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When news arrived that veteran Utah Jazz stretch four Bojan Bogdanovic was being traded to the Detroit Pistons and not your Los Angeles Lakers, fans wondered what went wrong. The 6'7" three-point ace would have been a perfect floor-spacing option for a shooting-challenged Lakers team.

Per Dan Woike of The Los Angeles Times, L.A. was open to shipping out a first-round pick to get off the egregious $47.1 million expiring contract of non-All-Star point guard Russell Westbrook. Where the Lakers front office ultimately drew the line was apparently some other contract that the Jazz wanted to include in a Bogdanovic deal (possibly Mike Conley's, which is set to pay him a guaranteed $14.3 million in 2023-24). Woike reports that the Lakers didn't want to take back a long-term salary, hoping to keep their cap sheet as open as possible for free agency next summer.

Here's the big issue with that: Next summer, because the team is going to be saddled with a projected $87.5 million in combined salaries just from stars LeBron James and Anthony Davis, plus the $1.7 million rookie-scale deal of 2022 second-round pick Max Christie and potentially the $2.6 million salary of center Damian Jones (who has a player option for 2023-24), the team is not going to have a maximum salary slot to add a third All-Star, if such is the team's plan. L.A. will have between $34.3-$35.9 million in practical cap space, per Spotrac.

The team no doubt hopes to add Brooklyn Nets point guard Kyrie Irving, who will be an unrestricted free agent, on a deal in that price range. Something below the maximum possible, but in line with what Irving may fetch, as teams may be reticent to add someone with Irving's availability issues.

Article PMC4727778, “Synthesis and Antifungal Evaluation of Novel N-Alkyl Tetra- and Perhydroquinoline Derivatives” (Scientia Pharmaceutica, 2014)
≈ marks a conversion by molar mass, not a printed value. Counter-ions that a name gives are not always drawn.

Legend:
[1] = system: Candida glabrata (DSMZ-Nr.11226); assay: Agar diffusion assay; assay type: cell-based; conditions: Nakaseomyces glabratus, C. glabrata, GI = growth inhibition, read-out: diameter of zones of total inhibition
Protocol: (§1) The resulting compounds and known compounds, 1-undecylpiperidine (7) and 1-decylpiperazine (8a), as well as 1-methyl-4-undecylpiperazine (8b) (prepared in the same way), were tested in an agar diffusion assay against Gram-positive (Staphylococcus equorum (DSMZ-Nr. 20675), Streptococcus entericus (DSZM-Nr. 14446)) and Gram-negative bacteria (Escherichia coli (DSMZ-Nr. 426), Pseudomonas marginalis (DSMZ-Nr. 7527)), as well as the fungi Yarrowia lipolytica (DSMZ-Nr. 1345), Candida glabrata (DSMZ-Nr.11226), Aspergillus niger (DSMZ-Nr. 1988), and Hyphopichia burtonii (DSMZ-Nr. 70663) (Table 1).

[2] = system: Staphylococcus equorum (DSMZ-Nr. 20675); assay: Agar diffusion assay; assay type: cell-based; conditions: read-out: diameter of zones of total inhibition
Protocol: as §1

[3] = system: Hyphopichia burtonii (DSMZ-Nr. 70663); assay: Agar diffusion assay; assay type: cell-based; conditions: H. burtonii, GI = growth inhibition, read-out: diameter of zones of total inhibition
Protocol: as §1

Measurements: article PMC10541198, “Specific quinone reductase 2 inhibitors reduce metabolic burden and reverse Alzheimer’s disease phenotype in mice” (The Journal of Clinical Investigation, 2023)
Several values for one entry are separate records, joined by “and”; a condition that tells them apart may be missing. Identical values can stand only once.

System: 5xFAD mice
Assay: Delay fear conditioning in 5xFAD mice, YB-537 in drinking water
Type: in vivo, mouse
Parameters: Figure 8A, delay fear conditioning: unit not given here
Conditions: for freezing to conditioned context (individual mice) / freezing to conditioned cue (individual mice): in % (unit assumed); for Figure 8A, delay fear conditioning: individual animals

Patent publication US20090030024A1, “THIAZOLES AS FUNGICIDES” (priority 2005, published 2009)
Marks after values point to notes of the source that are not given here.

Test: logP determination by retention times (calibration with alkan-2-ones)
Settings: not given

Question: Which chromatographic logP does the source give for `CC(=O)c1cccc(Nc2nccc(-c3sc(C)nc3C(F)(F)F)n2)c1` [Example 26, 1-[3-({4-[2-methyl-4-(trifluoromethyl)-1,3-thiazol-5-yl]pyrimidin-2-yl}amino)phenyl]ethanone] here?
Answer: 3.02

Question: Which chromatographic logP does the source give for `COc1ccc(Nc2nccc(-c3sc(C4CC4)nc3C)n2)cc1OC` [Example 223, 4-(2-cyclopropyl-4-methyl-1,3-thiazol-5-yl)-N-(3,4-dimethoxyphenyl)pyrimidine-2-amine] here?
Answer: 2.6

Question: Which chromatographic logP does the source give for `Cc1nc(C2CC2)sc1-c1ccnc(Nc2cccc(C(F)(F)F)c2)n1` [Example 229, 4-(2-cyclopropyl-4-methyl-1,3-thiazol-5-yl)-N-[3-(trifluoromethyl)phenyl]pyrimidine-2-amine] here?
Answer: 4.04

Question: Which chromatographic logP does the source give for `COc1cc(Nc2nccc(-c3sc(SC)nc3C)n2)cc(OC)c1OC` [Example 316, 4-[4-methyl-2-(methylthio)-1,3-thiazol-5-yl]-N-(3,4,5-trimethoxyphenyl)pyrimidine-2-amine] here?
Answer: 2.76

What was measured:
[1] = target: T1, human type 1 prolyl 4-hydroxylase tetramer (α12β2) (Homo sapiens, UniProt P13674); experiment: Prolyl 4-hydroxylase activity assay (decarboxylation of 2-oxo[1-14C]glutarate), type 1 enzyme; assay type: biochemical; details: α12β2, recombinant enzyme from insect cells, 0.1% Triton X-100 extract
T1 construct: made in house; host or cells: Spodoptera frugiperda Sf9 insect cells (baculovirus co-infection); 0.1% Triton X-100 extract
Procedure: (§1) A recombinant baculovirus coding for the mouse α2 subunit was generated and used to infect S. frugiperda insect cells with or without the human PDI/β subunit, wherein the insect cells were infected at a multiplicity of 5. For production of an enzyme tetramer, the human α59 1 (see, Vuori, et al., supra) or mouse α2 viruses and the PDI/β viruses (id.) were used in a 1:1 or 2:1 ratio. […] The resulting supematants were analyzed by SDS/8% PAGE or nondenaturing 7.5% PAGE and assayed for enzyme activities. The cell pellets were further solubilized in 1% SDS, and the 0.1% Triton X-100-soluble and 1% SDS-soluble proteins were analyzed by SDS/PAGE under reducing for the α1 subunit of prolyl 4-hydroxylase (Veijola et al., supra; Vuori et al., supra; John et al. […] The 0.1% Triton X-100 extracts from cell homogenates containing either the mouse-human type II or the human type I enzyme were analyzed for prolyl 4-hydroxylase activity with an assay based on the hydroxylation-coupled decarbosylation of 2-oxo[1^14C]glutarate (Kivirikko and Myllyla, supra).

On Substack, Marc Stein writes that the Lakers are approaching their salary cap space with the same reservations they're tacking onto their first-round draft picks in 2027 and 2029. If, in their estimation, a new piece they'll be adding via trade, who has a contract beyond the 2022-23 season, is going to move them into the realm of legitimate title contention, they'll sacrifice some cap space.

This is an incredibly constrictive and limiting way to look at prospective trades. The odds of a single trade moving a team into title contention these days, beyond the return being an absolute stud. Of course, the Lakers have pulled off those kinds of trades in their storied past, including with Davis and before him Pau Gasol. But that's not the only way you can do business. Improving the team significantly via trade is a totally valid route too, albeit more incremental.

The Bogdanovic deal was never the most appetizing of the potential swaps available to L.A. The most appetizing to this reporter has always been the trade that would ship out Russell Westbrook and some level of draft equity to the Indiana Pacers in exchange for Myles Turner and Buddy Hield, who could both help spread the floor for James and Davis and, in terms of Turner, could add some elite frontcourt defense.